BathKidsLitFest Day 9: Zombies “Don’t split up. Don’t turn the lights off. Don’t do anything they do in horror films.”
Need to know what to do in the event of a zombie apocalypse? Charlie Higson will tell you. Of course, as zombies don’t exist, it’s unlikely that there’ll ever be a zombie apocalypse. Then again, he has written an incredible series that makes it all seem so possible. So, he suggests: “Don’t split up. Don’t turn the lights off. Don’t do anything they do in horror films. Be sensible.”
In his Enemy series, a sickness has swept through the population, affecting everyone aged over fourteen. Those adults that survive, “Sickos”, are hungry for children. “A lot of kids get eaten and lots of adults get their brains bashed out,” says Higson cheerfully.
It’s a bit like the medieval epics that he loved to read as a child: the power goes off, there are no adults to work anything, and so the children are plunged back into a world of books, swords and spears. Unfortunately there aren’t really any kids formed in the mould of the heroes of Greek mythology. But then again, “in the real world there aren’t heroes.” But still, the kids find themselves to be more than capable of all sorts of heroic acts.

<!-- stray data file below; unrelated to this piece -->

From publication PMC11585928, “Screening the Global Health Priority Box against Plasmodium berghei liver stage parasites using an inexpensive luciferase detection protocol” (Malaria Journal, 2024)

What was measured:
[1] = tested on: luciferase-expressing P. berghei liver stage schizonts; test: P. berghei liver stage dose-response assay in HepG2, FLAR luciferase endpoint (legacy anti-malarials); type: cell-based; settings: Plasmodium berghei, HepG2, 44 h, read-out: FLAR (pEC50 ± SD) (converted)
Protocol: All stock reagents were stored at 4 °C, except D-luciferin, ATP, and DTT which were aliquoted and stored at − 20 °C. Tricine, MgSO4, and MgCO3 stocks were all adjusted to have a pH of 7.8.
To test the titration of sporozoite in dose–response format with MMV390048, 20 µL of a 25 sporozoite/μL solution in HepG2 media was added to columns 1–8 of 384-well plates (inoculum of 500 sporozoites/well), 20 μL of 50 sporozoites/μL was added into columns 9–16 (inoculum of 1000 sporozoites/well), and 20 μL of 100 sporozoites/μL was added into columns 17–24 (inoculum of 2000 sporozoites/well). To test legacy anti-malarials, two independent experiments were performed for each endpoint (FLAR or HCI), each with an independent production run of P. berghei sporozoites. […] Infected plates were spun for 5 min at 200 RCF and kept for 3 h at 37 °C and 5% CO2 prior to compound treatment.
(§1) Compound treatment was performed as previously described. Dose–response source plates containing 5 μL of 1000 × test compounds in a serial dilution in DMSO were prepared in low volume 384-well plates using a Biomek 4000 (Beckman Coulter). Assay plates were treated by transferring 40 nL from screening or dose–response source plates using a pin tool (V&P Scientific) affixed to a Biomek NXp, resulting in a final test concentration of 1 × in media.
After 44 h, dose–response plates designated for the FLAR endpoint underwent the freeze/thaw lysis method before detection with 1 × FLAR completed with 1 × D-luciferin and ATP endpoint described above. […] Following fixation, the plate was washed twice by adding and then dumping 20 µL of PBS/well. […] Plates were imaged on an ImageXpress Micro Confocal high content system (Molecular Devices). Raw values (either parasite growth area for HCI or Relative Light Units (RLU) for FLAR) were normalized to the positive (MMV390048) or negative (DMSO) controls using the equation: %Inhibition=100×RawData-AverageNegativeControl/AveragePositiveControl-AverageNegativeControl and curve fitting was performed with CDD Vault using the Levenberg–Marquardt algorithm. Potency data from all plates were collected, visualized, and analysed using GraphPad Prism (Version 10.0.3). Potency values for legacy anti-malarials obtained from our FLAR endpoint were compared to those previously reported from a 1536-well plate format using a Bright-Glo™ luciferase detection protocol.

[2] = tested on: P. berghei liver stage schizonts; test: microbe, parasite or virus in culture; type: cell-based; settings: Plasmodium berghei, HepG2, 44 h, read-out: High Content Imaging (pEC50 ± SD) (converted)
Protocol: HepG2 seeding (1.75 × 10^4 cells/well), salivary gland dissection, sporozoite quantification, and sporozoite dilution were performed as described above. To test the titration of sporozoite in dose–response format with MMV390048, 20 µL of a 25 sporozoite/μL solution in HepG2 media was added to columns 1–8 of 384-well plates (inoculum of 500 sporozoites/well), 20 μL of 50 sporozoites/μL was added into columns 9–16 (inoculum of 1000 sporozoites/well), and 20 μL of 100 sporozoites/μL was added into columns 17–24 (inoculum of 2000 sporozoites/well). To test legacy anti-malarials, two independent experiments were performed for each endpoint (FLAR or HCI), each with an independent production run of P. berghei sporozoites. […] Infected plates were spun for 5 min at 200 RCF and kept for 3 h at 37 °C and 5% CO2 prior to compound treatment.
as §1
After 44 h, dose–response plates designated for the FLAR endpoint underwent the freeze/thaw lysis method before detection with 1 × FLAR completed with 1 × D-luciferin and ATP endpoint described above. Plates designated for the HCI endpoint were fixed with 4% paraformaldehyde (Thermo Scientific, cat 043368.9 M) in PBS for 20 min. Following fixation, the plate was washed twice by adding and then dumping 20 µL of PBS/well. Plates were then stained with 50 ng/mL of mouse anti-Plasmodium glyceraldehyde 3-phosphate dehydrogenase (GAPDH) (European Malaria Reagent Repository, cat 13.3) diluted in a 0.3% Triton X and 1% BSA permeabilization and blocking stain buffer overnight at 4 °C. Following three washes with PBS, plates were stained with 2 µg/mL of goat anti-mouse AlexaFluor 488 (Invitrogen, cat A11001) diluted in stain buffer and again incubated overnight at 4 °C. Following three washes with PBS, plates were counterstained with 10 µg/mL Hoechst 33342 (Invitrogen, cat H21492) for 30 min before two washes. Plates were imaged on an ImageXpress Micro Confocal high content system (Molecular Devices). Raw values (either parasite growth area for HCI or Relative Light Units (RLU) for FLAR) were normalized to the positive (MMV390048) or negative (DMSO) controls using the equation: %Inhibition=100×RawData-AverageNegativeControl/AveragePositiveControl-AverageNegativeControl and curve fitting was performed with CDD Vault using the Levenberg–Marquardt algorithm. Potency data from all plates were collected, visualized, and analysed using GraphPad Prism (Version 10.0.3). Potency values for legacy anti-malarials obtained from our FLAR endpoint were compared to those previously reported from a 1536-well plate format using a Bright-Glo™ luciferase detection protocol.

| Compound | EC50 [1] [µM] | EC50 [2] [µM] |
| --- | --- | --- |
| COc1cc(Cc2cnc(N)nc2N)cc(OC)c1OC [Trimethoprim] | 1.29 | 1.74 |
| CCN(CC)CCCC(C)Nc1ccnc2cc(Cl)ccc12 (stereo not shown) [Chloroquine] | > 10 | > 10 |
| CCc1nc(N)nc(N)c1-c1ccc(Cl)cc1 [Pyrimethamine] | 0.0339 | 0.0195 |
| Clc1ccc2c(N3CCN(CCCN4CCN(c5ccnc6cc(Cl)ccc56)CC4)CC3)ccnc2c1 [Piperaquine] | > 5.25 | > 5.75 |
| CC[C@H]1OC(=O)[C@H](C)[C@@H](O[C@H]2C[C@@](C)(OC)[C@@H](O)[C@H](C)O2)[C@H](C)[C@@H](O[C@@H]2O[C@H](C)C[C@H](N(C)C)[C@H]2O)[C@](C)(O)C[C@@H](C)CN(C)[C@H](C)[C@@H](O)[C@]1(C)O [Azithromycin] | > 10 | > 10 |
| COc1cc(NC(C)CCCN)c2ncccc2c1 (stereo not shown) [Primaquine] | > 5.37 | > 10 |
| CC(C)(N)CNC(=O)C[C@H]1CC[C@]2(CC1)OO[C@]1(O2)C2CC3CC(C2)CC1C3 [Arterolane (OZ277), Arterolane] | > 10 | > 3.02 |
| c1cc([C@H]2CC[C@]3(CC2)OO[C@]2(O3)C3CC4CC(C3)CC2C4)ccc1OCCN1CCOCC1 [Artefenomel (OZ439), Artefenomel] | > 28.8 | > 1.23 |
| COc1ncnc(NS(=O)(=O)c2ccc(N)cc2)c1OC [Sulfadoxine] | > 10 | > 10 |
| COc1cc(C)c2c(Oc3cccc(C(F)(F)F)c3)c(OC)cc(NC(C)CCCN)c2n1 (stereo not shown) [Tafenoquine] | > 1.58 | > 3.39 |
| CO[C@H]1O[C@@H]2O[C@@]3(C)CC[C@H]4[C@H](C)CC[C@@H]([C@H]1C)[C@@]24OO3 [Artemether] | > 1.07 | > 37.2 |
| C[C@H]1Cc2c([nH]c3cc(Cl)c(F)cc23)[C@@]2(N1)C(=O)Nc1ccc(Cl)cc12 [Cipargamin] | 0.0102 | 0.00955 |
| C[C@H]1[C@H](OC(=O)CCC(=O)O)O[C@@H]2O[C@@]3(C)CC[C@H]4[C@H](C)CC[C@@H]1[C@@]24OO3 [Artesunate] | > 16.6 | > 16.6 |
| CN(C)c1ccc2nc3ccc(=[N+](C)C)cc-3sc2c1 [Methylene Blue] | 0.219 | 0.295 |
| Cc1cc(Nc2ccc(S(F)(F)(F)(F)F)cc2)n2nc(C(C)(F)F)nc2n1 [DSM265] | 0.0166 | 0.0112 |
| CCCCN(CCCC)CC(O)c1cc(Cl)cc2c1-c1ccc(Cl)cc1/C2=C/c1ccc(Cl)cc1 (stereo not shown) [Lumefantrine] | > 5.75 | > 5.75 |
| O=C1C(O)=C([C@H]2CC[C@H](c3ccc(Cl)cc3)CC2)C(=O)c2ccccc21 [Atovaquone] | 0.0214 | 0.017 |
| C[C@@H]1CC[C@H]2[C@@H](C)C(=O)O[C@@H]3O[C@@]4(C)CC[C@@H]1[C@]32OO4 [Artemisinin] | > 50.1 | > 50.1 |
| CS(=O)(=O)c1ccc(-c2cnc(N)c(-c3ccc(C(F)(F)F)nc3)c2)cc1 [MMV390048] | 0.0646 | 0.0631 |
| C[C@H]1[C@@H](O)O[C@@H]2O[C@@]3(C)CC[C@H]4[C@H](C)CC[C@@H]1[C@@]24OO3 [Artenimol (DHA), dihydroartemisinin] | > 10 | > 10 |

Higson is joined on stage by the dark master of horror, Darren Shan, whose Zom-B series follows the fortunes of the teenager B Smith as she battles against racism, zombies, psychotic clowns and killer babies. “It’s never too early to tell children that we live in a dangerous world, but that we can overcome the danger,” Shan decides merrily. He’s spent a good eight years working on the series, and although it’s something of a relief to have reached the end (well nearly, a thirteenth volume will yet appear), he’s also a bit sad to step away from the all-consuming world of his terrifying series.
Both concur that horror is a fantastic genre to work in, best served in book form. Films and computer games have to meet multiple criteria set by classification boards before being released to the general public for consumption, books much less so. And books allow an author to deal with all sorts of issues – death, disease, fear and loss – in a fantasy (and therefore, essentially safe) way, continuing a long tradition of gruesome tales for children that historically bridged the gap between Roald Dahl and adult fiction.
Shan and Higson relish the freedoms of writing for kids. Adults are a bit boring, really, and don’t get as involved in what they’re reading as teenagers and children. Moreover, it’s fun. “You might be writing some of the first books that a child may read,” says Higson. Shan adds delightedly “you could get to really scare some kids, scar them for life!”
And then we go out into the dark night with Higson’s consoling words ringing in our ears: “If you think about it, zombies are a bit crap. An organised army could take them out easily. They’re already dead and pretty stupid. The zombie apocalypse would be over in about half an hour.”
Claudia Pugh-Thomas at Charlie Higson and Darren Shan The Telegraph Bath Children’s Literature Festival